Visual Feedback Teaching Aid in Improving Push Pass Technique among Low-Skilled Physical Education Trainee Teachers


This is an action research study that summarizes one teacher’s journey in modifying a conventional soccer skill unit, using a visual feedback teaching aid, in improving soccer push pass technique among low-skilled Physical Education trainee teachers. This is an action research, aimed to improve the push pass technique among seven (7) low-skilled physical education core elective students in one of the teacher education institute in Malaysia. These seven students failed to demonstrate the minimal skill set for a push pass during a conventional class. Preliminary data showed that these students were weak at most of the 10 performance indicators for a push pass, and also scored low for accuracy of the kick. My college and I used a specially designed teaching aid LiLeBo that functions like a portable indoor golf green putting mat, to help students practice the push pass using the correct technique. Evaluation of the push pass is based on their execution (technique) and accuracy. Technique is measured based on teacher observation (based on 10 performance criteria) and accuracy on whether the ball reaches the goal. Students were evaluated based on 5 attempts with the push pass. Evaluation was carried out at the end of eight (8) weeks. Findings from this study showed a positive improvement in both technique and accuracy during the execution of a push pass. This study showed that visual feedback is important to learn correct technique for motor skills, especially among weaker adult students.

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Mohtar, M. and Koh, D. (2019) Visual Feedback Teaching Aid in Improving Push Pass Technique among Low-Skilled Physical Education Trainee Teachers. Creative Education, 10, 3091-3100. doi: 10.4236/ce.2019.1012233.

1. Introduction

The ultimate objective of Physical Education (PE) is to equip students with a skill set to lead an active lifestyle, a crucial element in fighting against rising obesity among school children in Malaysia. As part of the PE curriculum, students are taught basic movement skills and as they progress, specific sporting skills, so as to enable the students to participate in these sports, either socially or seriously, as they get older or their skill progresses. Therefore, all PE teacher training programmes will include elements where the trainee teachers have to learn common sporting skills in Malaysia.

Soccer is known as the national game in Malaysia, and is included as part of the PE curriculum. All PE trained teachers must be able to demonstrate basic soccer skills. As a lecturer in a teacher’s training college specialized in PE, I have to teach basic soccer skills to all pre-service PE teachers. However, I noticed that this semester, after completing the soccer push pass technique with my class, a number of students still could not demonstrate the minimum required competency in this technique. A push pass technique is also known as an inside foot kick, it allows a player to send the ball to a friend with the highest accuracy compared to using the top of the foot and or the outside of the foot (Levanon & Dapena, 1998). The conventional teaching strategies include a demonstration, group practice and end with an evaluation of their competency, completed over 4 weeks. Minimum required competency is defined here as being able to accurately kick a ball with the correct push pass technique into the target.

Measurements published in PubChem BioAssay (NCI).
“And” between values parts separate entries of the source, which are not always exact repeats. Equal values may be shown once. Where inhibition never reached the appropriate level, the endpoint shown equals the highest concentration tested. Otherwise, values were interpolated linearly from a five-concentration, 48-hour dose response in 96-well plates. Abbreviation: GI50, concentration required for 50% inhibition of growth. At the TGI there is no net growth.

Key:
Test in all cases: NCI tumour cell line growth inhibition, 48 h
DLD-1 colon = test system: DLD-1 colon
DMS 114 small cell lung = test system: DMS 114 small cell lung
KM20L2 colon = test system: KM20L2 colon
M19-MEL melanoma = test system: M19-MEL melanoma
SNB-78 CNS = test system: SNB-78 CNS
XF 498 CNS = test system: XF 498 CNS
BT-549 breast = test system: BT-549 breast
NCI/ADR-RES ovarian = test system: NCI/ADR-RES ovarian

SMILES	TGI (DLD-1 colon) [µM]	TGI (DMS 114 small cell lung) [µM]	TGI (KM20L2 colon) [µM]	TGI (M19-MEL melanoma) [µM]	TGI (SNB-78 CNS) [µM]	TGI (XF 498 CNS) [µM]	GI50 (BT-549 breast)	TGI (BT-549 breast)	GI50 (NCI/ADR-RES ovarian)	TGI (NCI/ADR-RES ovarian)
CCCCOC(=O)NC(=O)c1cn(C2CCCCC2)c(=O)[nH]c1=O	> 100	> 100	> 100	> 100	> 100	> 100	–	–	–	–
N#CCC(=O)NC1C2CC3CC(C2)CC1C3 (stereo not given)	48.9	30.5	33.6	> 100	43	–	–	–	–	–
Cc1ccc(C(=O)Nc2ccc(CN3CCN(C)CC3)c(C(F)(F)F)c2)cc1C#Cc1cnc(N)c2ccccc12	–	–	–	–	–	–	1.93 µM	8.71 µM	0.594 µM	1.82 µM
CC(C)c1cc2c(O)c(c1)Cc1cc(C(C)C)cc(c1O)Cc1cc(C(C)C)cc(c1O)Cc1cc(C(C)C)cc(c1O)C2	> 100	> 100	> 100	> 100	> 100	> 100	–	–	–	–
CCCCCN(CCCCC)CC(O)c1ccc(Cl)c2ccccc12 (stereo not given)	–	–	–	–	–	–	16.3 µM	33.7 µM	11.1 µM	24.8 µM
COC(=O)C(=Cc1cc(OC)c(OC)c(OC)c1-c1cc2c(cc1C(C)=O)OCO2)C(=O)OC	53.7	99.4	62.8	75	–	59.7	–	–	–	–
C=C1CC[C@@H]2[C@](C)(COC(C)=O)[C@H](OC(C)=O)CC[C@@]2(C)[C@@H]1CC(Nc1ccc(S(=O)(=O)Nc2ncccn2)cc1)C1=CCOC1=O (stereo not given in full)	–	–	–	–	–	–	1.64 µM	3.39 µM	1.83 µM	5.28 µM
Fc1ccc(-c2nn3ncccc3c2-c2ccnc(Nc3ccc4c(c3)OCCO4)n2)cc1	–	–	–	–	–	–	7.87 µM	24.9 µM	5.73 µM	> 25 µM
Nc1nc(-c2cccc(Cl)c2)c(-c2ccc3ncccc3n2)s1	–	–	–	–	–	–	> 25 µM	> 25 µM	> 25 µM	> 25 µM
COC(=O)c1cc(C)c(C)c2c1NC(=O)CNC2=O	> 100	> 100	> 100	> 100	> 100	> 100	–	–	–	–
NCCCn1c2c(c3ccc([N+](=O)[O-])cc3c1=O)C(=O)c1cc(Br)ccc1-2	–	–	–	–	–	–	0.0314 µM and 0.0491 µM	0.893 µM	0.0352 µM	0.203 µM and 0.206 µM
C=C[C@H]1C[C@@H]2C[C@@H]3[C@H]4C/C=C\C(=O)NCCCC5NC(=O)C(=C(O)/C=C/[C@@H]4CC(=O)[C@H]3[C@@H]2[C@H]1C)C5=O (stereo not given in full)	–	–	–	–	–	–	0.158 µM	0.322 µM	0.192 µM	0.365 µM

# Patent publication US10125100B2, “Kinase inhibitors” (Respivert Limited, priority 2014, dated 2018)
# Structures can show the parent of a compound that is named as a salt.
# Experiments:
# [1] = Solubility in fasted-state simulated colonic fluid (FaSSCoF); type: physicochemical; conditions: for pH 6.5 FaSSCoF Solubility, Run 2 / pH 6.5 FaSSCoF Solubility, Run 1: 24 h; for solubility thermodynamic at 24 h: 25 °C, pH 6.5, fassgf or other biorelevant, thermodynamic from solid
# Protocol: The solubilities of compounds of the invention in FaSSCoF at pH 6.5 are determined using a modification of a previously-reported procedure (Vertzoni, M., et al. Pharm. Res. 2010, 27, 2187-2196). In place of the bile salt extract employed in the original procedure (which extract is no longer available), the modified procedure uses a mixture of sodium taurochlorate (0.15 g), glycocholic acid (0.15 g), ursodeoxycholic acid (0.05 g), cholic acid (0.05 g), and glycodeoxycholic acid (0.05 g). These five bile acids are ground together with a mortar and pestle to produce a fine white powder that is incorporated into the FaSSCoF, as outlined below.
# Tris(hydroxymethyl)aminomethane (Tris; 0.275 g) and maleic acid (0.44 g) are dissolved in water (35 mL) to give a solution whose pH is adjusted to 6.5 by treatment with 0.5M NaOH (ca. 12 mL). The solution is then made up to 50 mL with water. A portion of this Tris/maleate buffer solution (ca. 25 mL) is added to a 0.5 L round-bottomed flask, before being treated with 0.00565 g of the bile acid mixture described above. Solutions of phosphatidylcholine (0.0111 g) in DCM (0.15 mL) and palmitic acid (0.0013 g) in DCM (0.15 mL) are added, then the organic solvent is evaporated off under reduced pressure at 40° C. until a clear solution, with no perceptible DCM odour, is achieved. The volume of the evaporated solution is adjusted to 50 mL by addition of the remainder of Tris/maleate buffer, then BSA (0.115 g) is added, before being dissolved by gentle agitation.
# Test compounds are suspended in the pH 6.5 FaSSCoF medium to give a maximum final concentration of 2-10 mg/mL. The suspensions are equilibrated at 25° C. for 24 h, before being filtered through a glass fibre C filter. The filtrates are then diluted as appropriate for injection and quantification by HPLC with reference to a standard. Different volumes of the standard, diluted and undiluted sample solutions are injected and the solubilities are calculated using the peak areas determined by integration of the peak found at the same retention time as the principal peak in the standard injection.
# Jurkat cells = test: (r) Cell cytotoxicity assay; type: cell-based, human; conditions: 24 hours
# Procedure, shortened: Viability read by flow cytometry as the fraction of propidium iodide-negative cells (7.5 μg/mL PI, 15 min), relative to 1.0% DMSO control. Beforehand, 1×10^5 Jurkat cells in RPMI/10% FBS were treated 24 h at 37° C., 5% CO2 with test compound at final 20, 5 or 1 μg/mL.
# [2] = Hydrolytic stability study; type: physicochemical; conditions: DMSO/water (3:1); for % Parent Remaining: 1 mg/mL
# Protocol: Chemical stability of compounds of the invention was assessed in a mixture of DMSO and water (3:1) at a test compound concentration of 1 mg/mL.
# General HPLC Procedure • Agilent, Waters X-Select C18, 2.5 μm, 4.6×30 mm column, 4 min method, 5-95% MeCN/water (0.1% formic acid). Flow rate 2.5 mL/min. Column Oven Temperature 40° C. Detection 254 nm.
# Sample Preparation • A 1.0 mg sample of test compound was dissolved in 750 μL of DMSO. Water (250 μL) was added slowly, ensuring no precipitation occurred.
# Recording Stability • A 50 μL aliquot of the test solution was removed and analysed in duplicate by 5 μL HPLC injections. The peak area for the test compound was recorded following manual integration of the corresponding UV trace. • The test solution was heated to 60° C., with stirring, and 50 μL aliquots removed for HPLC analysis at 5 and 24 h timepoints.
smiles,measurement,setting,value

I found that some of the students could not master the soccer push pass adequately with the conventional teaching strategies. I also noticed that they did not perform well in the conventional class during group practice sessions when they had to perform the push pass technique with a partner. When these low-skilled students have no confidence in themselves, they would lose motivation to practice. I have therefore, teamed up with a colleague to come up with effective strategies to help these low-skilled students. We believe that teaching aids can be used in this instance, and that an effective teaching aid can increase the students’ and build confidence while learning a skill (Ong & Zamri Mahamod, 2017), stimulate students’ interest (Halizah Hamzah, 2009; Mahamod, 2011), and build confidence (Ahmad Fikri Rahman, 2019).

The research of this action study aims to improve the soccer push pass technique and accuracy of low-skilled PE teacher trainee, by giving specific verbal feedback (from the teacher) and allowing self-practice using a teaching aid that provides visual feedback (LiLeBo) before progressing to practicing with a partner.

2. Setting

The students involved in this study are PE trainee teachers specializing in primary pedagogy. These teacher trainees will be qualified primary teachers specializing in teaching PE at schools. At the end of the four weeks conventional lessons on push pass technique, I found that seven out of 13 students in class still could not demonstrate the minimum requirement of a push pass. Therefore, these seven students were selected to participate in this action research, where I attempt to help them master the push pass technique. Table 1 below shows the overall marks for all students in the conventional class. Students who scored less than 50% on both technique and accuracy were included in this action research (Creswell, 2018). Therefore, student P1, P4, P6, P7, P9, P10, and P11 were included in this action research. Instep kick is more precise than the toe kick in an unstressed movement (Sorensen et al., 2003).

3. Methodology

We designed a specialized teaching aid (LiLeBo) to help these low-skilled students to master the push pass technique for soccer. LiLeBo is an apartus similar to an indoor golf green putting mat. If the ball manages to enter the target, a score will be displayed as a reward. Each successful kick (ball reaches goal) will be given one point and each touch on the ramp will have a point deducted. This game-like teaching aid is designed to allow students to practice individually and still get feedback, and at the same time, increase student’s interest in doing the practice with this game-like teaching aid. Having complete focus during lessons can increase the students’ confidence level, especially when they can complete the task on their own (Ali & Sahal, 2016).